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Serotonin differences between sexes may explain illness risk




Differences in the brain's serotonin system between men and women could explain why women are more likely to suffer from conditions such as depression, fibromyalgia and irritable bowel syndrome.

Scientists from the Swedish medical university Karolinska Institutet say they have detected differences in the way serotonin is handled between the sexes. This has implications for diseases in which serotonin is thought to play a role.

Serotonin is one of a group of chemicals known as neurotransmitters which are used to transmit messages in the brain and nervous system. Serotonin is specifically involved in the regulation of mood and pain. Treatments for depression and anxiety such as the popular ' selective serotonin reuptake inhibitor' (SSRI) drugs, such as Prozac, are thought to work by increasing lvels of serotonin in the brains of sufferers. Likewise, drugs for irritable bowel syndrome (IBS) target serotonin receptors in the gut (of which there are vast numbers) to control pain and bowel function.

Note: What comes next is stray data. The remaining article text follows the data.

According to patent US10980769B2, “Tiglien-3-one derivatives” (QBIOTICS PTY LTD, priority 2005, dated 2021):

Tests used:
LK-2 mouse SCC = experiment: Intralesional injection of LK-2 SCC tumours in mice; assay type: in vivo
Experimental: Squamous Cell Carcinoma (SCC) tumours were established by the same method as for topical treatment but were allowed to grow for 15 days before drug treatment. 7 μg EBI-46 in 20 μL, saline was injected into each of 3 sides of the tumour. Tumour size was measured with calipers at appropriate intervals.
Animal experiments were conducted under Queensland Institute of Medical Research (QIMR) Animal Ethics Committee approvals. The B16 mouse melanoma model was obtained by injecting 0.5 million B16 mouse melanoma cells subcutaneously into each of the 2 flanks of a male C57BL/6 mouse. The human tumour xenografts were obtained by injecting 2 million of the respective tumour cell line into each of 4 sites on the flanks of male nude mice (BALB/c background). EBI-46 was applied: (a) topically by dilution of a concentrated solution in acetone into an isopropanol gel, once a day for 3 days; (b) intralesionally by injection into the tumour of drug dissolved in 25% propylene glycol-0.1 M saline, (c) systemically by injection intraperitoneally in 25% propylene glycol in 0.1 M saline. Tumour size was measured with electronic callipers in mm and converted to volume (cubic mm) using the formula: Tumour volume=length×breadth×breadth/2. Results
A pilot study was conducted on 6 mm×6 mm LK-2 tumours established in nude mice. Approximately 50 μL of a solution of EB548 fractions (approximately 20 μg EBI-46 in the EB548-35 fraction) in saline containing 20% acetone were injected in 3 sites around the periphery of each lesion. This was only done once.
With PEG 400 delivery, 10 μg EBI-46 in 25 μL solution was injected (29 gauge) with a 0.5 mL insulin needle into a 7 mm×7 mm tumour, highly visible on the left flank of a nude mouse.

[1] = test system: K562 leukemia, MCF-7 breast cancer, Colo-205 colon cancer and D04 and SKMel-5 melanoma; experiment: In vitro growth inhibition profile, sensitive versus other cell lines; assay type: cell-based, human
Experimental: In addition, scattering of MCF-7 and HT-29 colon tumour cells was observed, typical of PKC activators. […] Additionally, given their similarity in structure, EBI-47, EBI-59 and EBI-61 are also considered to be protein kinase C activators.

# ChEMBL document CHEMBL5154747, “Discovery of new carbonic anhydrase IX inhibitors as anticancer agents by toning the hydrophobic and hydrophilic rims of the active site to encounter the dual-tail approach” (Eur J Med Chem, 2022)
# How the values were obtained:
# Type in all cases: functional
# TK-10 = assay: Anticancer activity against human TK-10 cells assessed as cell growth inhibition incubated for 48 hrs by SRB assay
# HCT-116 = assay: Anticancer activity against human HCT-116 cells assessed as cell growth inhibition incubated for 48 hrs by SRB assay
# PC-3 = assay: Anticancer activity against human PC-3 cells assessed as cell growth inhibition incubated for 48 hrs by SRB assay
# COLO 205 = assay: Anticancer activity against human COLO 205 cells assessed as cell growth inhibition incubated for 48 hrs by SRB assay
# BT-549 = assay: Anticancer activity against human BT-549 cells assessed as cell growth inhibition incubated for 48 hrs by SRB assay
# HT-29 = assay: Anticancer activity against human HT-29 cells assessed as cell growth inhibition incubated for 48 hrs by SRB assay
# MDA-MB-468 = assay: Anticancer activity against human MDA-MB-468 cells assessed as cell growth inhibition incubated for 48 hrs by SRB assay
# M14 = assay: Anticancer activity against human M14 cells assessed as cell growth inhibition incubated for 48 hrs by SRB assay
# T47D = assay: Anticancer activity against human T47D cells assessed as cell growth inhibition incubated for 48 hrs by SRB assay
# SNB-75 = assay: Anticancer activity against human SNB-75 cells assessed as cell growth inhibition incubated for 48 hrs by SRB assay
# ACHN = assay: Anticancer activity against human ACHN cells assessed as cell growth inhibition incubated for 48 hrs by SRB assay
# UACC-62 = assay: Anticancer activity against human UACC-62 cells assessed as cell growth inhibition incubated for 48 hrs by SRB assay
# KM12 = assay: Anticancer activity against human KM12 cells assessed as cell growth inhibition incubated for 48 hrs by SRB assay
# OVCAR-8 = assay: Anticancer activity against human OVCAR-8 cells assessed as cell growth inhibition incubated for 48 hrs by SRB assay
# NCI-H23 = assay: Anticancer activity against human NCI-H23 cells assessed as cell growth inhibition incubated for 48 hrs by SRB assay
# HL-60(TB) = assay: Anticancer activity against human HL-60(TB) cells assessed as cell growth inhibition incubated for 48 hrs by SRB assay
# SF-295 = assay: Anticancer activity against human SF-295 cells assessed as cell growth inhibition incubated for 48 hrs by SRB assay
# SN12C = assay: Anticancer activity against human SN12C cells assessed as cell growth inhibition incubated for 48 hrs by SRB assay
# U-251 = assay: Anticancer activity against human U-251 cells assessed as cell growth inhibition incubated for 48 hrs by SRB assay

These conditions are all more common in women, as are others thought to have a serotonin connection such as fibromyalgia.

Researchers from the Karolinska Institutet used PET scans to look at the serotonin systems in the brains of both men and women. What they found was that women tended to have larger numbers of the most common serotonin receptors than men in certain brain regions. Women were also found to have lower levels of the protein which transports serotonin back to the nerve cell that secreted it.

Associate professor Anna-Lena Nordström, lead researcher on the study said: "We don't know exactly what this means, but the results can help us understand why the occurrence of depression differs between the sexes and why men and women sometimes respond differently to treatment with antidepressant drugs."

The researchers have also demonstrated that the serotonin system in healthy women differs from that in women with serious premenstrual mental and emotional symptoms. These findings suggest that the serotonin system in women who experience severe PMS is less able to adapt to changes in hormonal levels throughout the menstrual cycle, leading to fluctuating levels of serotonin and other brain chemicals which leads to mood disturbances and other symptoms.

Professor Nordström and colleagues suggest that treatments for depression should be tested seperately on men and women to account for the differences in serotonin function they have discovered. The same may also be worthwhile in other conditions in which serotonin plays a role and which are more prevalent amongst women.

Source: Karolinska Institutet


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